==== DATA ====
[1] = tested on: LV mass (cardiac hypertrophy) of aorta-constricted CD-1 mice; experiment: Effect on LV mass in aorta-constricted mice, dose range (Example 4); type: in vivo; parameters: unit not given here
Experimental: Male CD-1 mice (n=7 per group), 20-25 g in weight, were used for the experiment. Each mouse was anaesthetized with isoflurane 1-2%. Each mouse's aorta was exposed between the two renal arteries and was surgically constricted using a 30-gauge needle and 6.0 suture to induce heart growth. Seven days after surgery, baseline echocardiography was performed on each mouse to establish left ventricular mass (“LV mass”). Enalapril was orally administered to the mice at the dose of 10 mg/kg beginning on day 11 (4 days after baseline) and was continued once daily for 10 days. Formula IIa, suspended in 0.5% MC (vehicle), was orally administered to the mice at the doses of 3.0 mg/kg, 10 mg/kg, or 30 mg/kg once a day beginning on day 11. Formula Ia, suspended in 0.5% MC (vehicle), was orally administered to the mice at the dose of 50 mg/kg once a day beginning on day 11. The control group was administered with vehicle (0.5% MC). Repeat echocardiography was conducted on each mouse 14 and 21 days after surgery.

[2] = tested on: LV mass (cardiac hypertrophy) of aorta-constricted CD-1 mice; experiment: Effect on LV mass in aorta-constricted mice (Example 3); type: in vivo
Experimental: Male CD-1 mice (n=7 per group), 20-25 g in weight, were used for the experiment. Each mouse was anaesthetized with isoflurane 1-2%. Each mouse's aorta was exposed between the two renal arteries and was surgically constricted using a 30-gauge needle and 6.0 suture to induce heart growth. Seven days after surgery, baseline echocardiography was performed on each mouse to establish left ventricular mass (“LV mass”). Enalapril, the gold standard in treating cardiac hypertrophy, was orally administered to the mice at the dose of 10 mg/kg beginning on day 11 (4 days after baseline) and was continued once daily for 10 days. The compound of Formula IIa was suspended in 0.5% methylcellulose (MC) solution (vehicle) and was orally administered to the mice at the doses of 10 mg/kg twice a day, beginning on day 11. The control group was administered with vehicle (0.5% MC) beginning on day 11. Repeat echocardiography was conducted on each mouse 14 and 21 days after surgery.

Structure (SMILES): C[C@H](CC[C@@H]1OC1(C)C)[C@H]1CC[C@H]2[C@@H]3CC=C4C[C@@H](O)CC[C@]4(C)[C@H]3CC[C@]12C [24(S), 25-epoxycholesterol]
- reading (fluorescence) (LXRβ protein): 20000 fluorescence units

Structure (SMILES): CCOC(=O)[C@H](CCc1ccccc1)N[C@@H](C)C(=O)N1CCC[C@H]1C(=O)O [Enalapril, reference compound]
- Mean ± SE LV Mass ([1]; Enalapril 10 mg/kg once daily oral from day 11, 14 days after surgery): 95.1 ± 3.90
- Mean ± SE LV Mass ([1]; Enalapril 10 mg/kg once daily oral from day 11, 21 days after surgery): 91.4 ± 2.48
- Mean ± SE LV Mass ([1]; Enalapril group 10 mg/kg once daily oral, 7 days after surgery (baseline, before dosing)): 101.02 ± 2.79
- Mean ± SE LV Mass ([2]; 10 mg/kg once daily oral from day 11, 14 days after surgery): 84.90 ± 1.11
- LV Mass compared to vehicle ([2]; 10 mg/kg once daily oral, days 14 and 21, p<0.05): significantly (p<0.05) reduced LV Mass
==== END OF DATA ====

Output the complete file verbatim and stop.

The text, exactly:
[1] = tested on: LV mass (cardiac hypertrophy) of aorta-constricted CD-1 mice; experiment: Effect on LV mass in aorta-constricted mice, dose range (Example 4); type: in vivo; parameters: unit not given here
Experimental: Male CD-1 mice (n=7 per group), 20-25 g in weight, were used for the experiment. Each mouse was anaesthetized with isoflurane 1-2%. Each mouse's aorta was exposed between the two renal arteries and was surgically constricted using a 30-gauge needle and 6.0 suture to induce heart growth. Seven days after surgery, baseline echocardiography was performed on each mouse to establish left ventricular mass (“LV mass”). Enalapril was orally administered to the mice at the dose of 10 mg/kg beginning on day 11 (4 days after baseline) and was continued once daily for 10 days. Formula IIa, suspended in 0.5% MC (vehicle), was orally administered to the mice at the doses of 3.0 mg/kg, 10 mg/kg, or 30 mg/kg once a day beginning on day 11. Formula Ia, suspended in 0.5% MC (vehicle), was orally administered to the mice at the dose of 50 mg/kg once a day beginning on day 11. The control group was administered with vehicle (0.5% MC). Repeat echocardiography was conducted on each mouse 14 and 21 days after surgery.

[2] = tested on: LV mass (cardiac hypertrophy) of aorta-constricted CD-1 mice; experiment: Effect on LV mass in aorta-constricted mice (Example 3); type: in vivo
Experimental: Male CD-1 mice (n=7 per group), 20-25 g in weight, were used for the experiment. Each mouse was anaesthetized with isoflurane 1-2%. Each mouse's aorta was exposed between the two renal arteries and was surgically constricted using a 30-gauge needle and 6.0 suture to induce heart growth. Seven days after surgery, baseline echocardiography was performed on each mouse to establish left ventricular mass (“LV mass”). Enalapril, the gold standard in treating cardiac hypertrophy, was orally administered to the mice at the dose of 10 mg/kg beginning on day 11 (4 days after baseline) and was continued once daily for 10 days. The compound of Formula IIa was suspended in 0.5% methylcellulose (MC) solution (vehicle) and was orally administered to the mice at the doses of 10 mg/kg twice a day, beginning on day 11. The control group was administered with vehicle (0.5% MC) beginning on day 11. Repeat echocardiography was conducted on each mouse 14 and 21 days after surgery.

Structure (SMILES): C[C@H](CC[C@@H]1OC1(C)C)[C@H]1CC[C@H]2[C@@H]3CC=C4C[C@@H](O)CC[C@]4(C)[C@H]3CC[C@]12C [24(S), 25-epoxycholesterol]
- reading (fluorescence) (LXRβ protein): 20000 fluorescence units

Structure (SMILES): CCOC(=O)[C@H](CCc1ccccc1)N[C@@H](C)C(=O)N1CCC[C@H]1C(=O)O [Enalapril, reference compound]
- Mean ± SE LV Mass ([1]; Enalapril 10 mg/kg once daily oral from day 11, 14 days after surgery): 95.1 ± 3.90
- Mean ± SE LV Mass ([1]; Enalapril 10 mg/kg once daily oral from day 11, 21 days after surgery): 91.4 ± 2.48
- Mean ± SE LV Mass ([1]; Enalapril group 10 mg/kg once daily oral, 7 days after surgery (baseline, before dosing)): 101.02 ± 2.79
- Mean ± SE LV Mass ([2]; 10 mg/kg once daily oral from day 11, 14 days after surgery): 84.90 ± 1.11
- LV Mass compared to vehicle ([2]; 10 mg/kg once daily oral, days 14 and 21, p<0.05): significantly (p<0.05) reduced LV Mass